Like a dog with its chew toy, the left just can't let go of its efforts to make saints out of Julius and Ethel Rosenberg, despite overwhelming evidence that the two really were Soviet spies who passed along atomic secrets to their masters in the Kremlin.

The latest in nearly 60 years of canonization attempts since the pair were executed for treason in 1953 was the New York City Council's "honoring" of Ethel Rosenberg on Sept. 29, what would have been her 100th birthday. The New York Post reports:

Three council members joined Manhattan Borough President Gale Brewer in issuing two proclamations lauding Rosenberg, a Lower East Side resident, for “demonstrating great bravery” in leading a 1935 strike against the National New York Packing and Supply Co., where she worked as a clerk.

Leading a strike? That was a big deal? During the 1930s, a decade of ceaseless labor unrest, Wikipedia counts some 46 major strikes in the U.S. alone. That Packing and Supply Co. strike didn't even make the list.

Of course, honoring Ethel Rosenberg's pariticipation in an obscure labor dispute wasn't the point. The point was to pretend one more time that she was an innocent victim of what liberals deem the most dreadful plague ever to have befallen America: opposition to communism:

The proclamations also said she was “wrongfully” executed for helping her husband, Julius, pass atomic secrets to the Soviet Union.

“A lot of hysteria was created around anti-communism and how we had to defend our country, and these two people were traitors and we rushed to judgment and they were executed,” said Councilman Daniel Dromm (D-Queens).

The City Council honors seemed to be a response to the July release of grand-jury transcripts in which Ethel Rosenberg's brother, David Greenglass, also a participant in the spy ring, declared that his sister knew nothing about her husband's involvement in the systematic espionage.

But that supposed exoneration of Ethel Rosenberg has been ripped to shreds by the historian and former City University of New York professor Ronald Radosh, co-author of the definitive history of the Rosenberg trial, The Rosenberg File. Radosh wrote in the Wall Street Journal:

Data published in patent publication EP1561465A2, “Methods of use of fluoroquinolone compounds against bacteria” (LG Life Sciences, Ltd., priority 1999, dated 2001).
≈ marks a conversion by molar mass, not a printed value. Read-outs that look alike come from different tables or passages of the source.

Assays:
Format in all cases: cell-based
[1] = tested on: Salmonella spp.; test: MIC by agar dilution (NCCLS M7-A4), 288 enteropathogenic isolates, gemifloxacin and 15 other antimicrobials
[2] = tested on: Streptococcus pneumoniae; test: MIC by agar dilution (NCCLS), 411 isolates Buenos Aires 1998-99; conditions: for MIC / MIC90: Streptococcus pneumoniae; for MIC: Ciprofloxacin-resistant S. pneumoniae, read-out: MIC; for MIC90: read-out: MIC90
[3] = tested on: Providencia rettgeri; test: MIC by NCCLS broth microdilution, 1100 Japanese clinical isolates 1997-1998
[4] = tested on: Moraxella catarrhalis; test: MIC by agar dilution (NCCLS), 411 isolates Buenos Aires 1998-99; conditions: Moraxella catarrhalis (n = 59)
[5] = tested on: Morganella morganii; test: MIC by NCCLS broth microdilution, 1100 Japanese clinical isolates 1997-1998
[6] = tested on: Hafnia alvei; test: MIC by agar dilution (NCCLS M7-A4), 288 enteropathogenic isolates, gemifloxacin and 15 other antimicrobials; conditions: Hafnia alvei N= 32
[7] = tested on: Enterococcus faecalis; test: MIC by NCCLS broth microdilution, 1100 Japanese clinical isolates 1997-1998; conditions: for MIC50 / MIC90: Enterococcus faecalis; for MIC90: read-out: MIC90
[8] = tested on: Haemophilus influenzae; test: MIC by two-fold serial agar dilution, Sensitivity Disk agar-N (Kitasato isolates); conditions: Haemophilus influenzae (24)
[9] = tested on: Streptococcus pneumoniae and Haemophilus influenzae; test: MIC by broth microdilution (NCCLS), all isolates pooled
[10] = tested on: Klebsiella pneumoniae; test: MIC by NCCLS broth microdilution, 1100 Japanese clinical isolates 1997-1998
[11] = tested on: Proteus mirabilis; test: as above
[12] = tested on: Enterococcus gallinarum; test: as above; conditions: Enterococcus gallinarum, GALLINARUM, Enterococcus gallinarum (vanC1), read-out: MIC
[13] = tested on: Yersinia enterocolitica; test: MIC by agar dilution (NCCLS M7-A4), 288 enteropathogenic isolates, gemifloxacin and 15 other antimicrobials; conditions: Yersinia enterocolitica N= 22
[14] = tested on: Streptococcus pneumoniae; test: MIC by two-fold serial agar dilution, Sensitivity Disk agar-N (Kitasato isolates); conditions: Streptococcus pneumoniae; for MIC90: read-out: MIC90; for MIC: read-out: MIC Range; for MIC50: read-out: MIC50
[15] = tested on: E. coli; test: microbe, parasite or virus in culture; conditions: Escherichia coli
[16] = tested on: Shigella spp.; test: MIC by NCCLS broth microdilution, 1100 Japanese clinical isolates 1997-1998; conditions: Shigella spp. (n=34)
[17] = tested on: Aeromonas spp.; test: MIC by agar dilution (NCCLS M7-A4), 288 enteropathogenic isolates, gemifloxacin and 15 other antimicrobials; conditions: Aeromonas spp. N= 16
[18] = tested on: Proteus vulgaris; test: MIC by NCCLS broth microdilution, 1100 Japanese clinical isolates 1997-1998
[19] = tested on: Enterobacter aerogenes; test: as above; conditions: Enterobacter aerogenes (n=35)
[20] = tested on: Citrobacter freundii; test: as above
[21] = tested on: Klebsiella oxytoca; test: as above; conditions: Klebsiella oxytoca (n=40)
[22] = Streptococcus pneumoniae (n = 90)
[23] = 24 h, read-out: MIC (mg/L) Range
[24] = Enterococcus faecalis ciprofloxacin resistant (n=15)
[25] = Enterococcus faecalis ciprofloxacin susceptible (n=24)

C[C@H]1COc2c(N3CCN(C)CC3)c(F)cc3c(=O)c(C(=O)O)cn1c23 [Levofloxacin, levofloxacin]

Ethel’s innocence, however, cannot be ascertained by ignoring other evidence outside of this transcript that points to her serious involvement in the espionage of the Soviet network her husband ran. Even in other parts of the same transcript, largely ignored in the press reports, Greenglass has his sister Ethel present and knowledgeable, as when he says she was present at a meeting with Julius and a courier for his group, Ann Sidorovich.

Hard evidence for Ethel’s guilt can be found in the Venona decrypts of KGB messages to its operatives in the U.S., and in the notebooks of KGB files meticulously copied in the 1990s by Alexander Vassiliev, who fled Russia in 1996 and had them smuggled into London.

A Nov. 21, 1944, Venona decrypt has Julius telling the KGB that he and his wife both recommend the recruitment of Ruth Greenglass, David’s wife. On Nov. 27, KGB agent Leonid Kvasnikov cabled that they considered Ethel “sufficiently well developed politically. Knows about her husband’s work” as well as that of other agents. He characterizes her “positively and as a devoted person.”

In Vassiliev’s notebooks, an entry from the KGB says about Julius that “His wife knows about her husband’s work and personally knows ‘Twain’ and ‘Callistratus.’ [code names of Soviet agents.] She could be used independently, but she should not be overworked. Poor health.” Another entry, about a meeting held on May 12, 1944 with Ruth, Ethel and Julius, reports that when told by Julius that they had to keep silent, “Ethel here interposed to stress the need for utmost care and caution in informing David of the work in which Julius was engaged and that for his own safety all other political discussion and activity on his part should be subdued.”

But a few facts have never stood in the way of the left.  As U.S. News contributing editor Peter Roff writes:

The left still likes to pretend that none of that ever happened, that it was all the result of right-wing paranoia and that there never were any Communists in Hollywood or the State Department. The facts show differently, though, in fairness, just believing that Marx, Engels and Stalin were right and Jefferson, Adams and Washington were wrong shouldn't have been a crime – unlike lying to Congress, perjury, spying, and treason which are, should have been and should be.

The purpose of all this is not to correct the historical record. It's more like the crusade launched by United States Sen. Ortolan Finistirre at the end of Christopher Buckley's "Thank You for Smoking," in which the fictional politician, having failed to get a skull and crossbones label on cigarette packages, begins to pressure Hollywood to eliminate all references to smoking in its classic films. It's not censorship, he argues, so much as it is an "updating" that takes the images of the past and synchronizes them with the values of the present. And there's no harm in that, is there?

And the lighting of candles in front of that statue of "St. Ethel" isn't going to stop soon.